CWS Market Review – March 9, 2012

Will 2011 ever end? It seems like the typical pattern we saw during much of last year returned to haunt Wall Street again this week. Specifically, news from Europe spooked the markets; and stocks tumbled as cyclicals, small-caps and financials saw the most damage.

It was only last Thursday that the S&P 500 closed at a 44-month high. In three days (Friday, Monday and Tuesday) the index shed 2.2%. Of course, that’s a puny loss compared with some of harsh downdrafts we saw last year. Remember, it was only six months ago when the S&P 500 dropped more than 11% in three days.

But in 2012’s era of ultra-low volatility, 2.2% is now considered rough sailing. On Tuesday, the S&P 500 dropped 1.53% which was the worst daily drop of the year. It was nearly twice as much as the second-worst.

Don’t Be Fooled—Greece Defaulted

The good news is that once again, the worries about Greece are fading. The “powers that be” have organized a massive, gigantic, humongous debt-swap deal. This deal allows for private holders of Greek debt to swap their old worthless bonds in for new shiny almost-worthless bonds with lower coupons and longer maturities. Hooray!

Investors had been nervously watching to see how many debt holders would take the deal. They’re still crunching the numbers, but the latest reports say that around 95% of the folks are on board. The key level is 90%. If they hit that, they will avoid triggering the Credit Default Swaps.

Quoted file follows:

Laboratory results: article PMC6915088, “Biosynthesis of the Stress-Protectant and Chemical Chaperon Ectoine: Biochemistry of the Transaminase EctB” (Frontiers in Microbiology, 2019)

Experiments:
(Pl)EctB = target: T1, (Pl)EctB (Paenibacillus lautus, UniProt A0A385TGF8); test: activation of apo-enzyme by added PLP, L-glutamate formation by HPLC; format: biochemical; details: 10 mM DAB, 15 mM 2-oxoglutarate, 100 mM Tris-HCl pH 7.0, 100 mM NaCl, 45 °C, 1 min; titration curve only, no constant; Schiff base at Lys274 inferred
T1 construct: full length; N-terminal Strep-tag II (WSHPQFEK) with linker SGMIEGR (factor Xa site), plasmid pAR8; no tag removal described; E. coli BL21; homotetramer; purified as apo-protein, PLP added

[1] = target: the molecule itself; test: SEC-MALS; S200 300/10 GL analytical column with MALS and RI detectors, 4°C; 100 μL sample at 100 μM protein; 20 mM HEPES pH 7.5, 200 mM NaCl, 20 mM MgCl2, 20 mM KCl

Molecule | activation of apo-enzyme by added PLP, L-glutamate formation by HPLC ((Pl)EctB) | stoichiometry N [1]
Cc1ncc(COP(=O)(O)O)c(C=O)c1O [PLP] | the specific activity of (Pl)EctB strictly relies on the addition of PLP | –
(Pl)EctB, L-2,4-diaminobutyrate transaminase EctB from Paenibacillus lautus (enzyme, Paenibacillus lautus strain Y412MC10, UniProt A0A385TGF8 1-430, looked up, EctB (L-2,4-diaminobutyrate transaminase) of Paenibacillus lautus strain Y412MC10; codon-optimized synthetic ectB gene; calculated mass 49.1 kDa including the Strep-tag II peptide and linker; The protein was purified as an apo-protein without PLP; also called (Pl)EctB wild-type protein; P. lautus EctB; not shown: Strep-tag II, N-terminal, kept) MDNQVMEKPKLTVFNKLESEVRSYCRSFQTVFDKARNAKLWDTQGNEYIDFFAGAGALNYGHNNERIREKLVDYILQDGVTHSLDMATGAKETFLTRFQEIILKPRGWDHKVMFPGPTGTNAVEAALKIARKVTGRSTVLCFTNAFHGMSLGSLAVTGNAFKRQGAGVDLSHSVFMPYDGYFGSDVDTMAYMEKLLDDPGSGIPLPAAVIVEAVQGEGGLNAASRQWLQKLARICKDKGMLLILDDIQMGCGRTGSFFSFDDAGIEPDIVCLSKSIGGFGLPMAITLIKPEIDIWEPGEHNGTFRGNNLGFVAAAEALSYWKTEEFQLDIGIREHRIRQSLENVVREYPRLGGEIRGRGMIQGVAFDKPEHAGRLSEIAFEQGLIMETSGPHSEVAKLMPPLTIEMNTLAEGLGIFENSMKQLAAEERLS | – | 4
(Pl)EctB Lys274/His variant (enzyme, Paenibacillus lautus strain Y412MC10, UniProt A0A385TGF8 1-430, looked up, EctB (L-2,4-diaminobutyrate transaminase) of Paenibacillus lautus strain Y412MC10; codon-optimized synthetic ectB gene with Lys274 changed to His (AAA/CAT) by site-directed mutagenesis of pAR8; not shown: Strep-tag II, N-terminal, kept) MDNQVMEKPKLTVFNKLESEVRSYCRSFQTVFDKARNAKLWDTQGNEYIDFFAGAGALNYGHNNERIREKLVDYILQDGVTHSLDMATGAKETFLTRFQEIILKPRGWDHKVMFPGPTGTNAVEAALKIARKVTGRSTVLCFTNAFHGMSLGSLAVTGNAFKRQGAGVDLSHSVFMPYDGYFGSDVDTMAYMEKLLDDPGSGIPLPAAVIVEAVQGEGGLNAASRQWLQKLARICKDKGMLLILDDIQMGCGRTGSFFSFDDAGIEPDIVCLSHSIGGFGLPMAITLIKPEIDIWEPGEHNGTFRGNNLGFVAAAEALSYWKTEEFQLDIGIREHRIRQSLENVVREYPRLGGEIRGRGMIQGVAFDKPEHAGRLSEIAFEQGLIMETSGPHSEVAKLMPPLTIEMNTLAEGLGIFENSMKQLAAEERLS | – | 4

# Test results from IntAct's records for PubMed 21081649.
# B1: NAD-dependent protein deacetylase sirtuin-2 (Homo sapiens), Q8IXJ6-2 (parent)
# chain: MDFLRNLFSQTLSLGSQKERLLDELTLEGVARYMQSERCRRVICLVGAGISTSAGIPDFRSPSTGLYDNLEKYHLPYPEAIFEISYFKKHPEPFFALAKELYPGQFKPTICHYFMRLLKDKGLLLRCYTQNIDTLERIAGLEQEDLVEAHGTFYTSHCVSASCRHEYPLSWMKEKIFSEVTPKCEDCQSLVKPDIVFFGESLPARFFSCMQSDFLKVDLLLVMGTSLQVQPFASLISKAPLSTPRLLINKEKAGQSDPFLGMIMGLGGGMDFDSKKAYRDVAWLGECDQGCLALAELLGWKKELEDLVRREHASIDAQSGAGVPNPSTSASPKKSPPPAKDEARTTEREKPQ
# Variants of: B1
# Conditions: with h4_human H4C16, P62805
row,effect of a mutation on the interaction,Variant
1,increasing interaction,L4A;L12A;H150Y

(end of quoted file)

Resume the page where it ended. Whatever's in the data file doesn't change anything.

Make no mistake, this is a default. It just has another name and it’s trying to be a little more orderly. Bottom line: This is the largest sovereign debt restructuring in the history of the world. Still, in my opinion, going with this deal is an easy call because…well, there’s simply no alternative. In exchange for the debt swap, Greece will get a new injection of 130 million euros to keep the country running for a while longer, but we’re not out of the tzatziki just yet. The best news is that this buys some time for Greece and for the rest of Europe. Stand by because Portugal may be next.

What does this mean for us? For one, it takes some of the macro worries off the table for now. I really don’t believe this latest twist in the Greek drama could have had that much of an impact on the U.S. economy. Greece’s economy, after all, isn’t that big. But as we all know, if you give Wall Street something that it can worry about, it will.